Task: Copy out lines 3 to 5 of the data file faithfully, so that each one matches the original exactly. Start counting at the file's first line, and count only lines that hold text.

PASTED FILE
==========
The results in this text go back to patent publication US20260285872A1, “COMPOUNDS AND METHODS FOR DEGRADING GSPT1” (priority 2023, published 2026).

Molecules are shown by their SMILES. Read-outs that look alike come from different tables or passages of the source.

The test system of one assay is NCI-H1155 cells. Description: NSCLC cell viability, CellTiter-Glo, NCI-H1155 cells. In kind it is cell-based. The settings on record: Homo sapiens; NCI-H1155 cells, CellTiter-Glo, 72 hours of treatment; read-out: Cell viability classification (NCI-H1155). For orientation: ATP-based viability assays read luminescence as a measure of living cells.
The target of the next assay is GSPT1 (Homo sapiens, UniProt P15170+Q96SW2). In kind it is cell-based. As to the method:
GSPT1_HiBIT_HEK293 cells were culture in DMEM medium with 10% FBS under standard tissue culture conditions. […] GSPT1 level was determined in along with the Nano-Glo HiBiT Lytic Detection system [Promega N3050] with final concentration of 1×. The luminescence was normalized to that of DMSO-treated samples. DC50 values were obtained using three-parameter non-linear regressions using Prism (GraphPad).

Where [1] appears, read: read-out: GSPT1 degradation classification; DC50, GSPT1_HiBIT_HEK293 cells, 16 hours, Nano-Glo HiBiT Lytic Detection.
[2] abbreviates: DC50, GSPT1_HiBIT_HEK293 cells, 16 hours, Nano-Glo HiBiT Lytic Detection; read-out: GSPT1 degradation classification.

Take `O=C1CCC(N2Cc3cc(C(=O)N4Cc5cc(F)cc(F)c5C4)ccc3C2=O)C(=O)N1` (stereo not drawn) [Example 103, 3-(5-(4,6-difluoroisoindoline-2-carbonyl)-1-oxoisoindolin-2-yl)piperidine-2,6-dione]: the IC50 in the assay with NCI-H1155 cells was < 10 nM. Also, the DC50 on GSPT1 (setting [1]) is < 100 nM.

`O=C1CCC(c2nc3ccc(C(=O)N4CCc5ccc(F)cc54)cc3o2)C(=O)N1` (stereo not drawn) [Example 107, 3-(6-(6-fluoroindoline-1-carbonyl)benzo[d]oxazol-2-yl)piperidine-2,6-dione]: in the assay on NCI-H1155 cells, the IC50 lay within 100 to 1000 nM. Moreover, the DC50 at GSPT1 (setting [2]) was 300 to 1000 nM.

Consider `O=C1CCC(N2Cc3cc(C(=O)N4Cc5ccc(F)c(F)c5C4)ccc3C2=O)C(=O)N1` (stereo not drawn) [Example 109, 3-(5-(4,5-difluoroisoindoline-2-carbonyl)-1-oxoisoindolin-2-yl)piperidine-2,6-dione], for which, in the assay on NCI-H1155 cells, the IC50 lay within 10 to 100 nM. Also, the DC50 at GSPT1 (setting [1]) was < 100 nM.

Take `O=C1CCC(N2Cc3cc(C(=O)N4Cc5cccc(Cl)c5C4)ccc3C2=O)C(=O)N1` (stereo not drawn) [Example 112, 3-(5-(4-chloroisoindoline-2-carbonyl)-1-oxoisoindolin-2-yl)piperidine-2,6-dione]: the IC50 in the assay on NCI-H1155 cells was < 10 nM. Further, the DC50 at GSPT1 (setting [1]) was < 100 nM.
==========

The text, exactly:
The test system of one assay is NCI-H1155 cells. Description: NSCLC cell viability, CellTiter-Glo, NCI-H1155 cells. In kind it is cell-based. The settings on record: Homo sapiens; NCI-H1155 cells, CellTiter-Glo, 72 hours of treatment; read-out: Cell viability classification (NCI-H1155). For orientation: ATP-based viability assays read luminescence as a measure of living cells.
The target of the next assay is GSPT1 (Homo sapiens, UniProt P15170+Q96SW2). In kind it is cell-based. As to the method:
GSPT1_HiBIT_HEK293 cells were culture in DMEM medium with 10% FBS under standard tissue culture conditions. […] GSPT1 level was determined in along with the Nano-Glo HiBiT Lytic Detection system [Promega N3050] with final concentration of 1×. The luminescence was normalized to that of DMSO-treated samples. DC50 values were obtained using three-parameter non-linear regressions using Prism (GraphPad).